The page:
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Characterization of the Functional Diversity and Evolvability of Chimeric Enzymes Assembled by Structure-Guided SCHEMA Recombination


Carbone, Martina Nini (2010) Characterization of the Functional Diversity and Evolvability of Chimeric Enzymes Assembled by Structure-Guided SCHEMA Recombination. Dissertation (Ph.D.), California Institute of Technology. doi:10.7907/QE98-1921.


In nature proteins evolve by a combination of point mutagenesis and recombination. This process has generated hundreds of fascinating and structurally complex protein folds capable of performing a myriad of important and diverse biochemical functions. This has inspired protein engineers to mimic natural protein evolution in the library to construct synthetic proteins with new or improved properties. Here I show that homologous protein recombination can be used in the library to engineer novel enzymes with new catalytic activities and altered substrate specificities. I also propose that homologous recombination can be used in the laboratory to overcome the challenge of improving the native activities of wild-type proteins. In nature recombination may have helped proteins escape local maxima of the fitness landscape by introducing many homologous mutations to which proteins are highly tolerant. Protein engineers can possibly use it for the same purpose. I validate this hypothesis computationally with highly simplified protein models, and I attempt an experimental verification of this theory with cellulases.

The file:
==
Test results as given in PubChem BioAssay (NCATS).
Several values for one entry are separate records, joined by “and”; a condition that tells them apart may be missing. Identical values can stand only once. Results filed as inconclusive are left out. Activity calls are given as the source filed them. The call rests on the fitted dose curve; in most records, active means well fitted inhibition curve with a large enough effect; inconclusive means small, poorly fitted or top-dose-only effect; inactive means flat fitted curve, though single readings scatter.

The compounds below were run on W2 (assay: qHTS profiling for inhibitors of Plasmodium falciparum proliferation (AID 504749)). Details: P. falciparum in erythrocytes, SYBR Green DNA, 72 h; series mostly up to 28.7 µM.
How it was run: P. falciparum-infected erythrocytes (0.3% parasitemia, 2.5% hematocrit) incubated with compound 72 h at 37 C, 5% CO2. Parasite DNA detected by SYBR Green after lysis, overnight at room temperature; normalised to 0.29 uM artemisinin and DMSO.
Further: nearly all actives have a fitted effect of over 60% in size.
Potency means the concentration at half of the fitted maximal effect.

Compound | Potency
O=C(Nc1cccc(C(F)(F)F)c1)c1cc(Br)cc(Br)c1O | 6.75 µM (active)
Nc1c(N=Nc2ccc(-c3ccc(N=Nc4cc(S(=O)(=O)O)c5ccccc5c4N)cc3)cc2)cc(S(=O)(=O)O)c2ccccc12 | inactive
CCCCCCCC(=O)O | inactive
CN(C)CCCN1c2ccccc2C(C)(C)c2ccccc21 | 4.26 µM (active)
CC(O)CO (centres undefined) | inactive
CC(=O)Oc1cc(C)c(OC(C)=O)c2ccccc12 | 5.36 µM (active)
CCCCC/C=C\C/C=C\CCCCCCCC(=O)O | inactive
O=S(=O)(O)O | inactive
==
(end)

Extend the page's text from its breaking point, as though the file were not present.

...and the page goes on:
Item Type:Thesis (Dissertation (Ph.D.))
Subject Keywords:protein engineering, protein evolution, protein recombination, lattice proteins
Degree Grantor:California Institute of Technology
Division:Chemistry and Chemical Engineering
Major Option:Chemical Engineering
Thesis Availability:Public (worldwide access)
Research Advisor(s):
  • Arnold, Frances Hamilton
Thesis Committee:
  • Arnold, Frances Hamilton (chair)
  • Adami, Christoph Carl
  • Davis, Mark E.
  • Tirrell, David A.
Defense Date:18 May 2010
Funding AgencyGrant Number
Record Number:CaltechTHESIS:05272010-170914354
Persistent URL:
Default Usage Policy:No commercial reproduction, distribution, display or performance rights in this work are provided.
ID Code:5867
Deposited By: Martina Carbone
Deposited On:06 Jun 2011 16:03
Last Modified:08 Nov 2023 00:11

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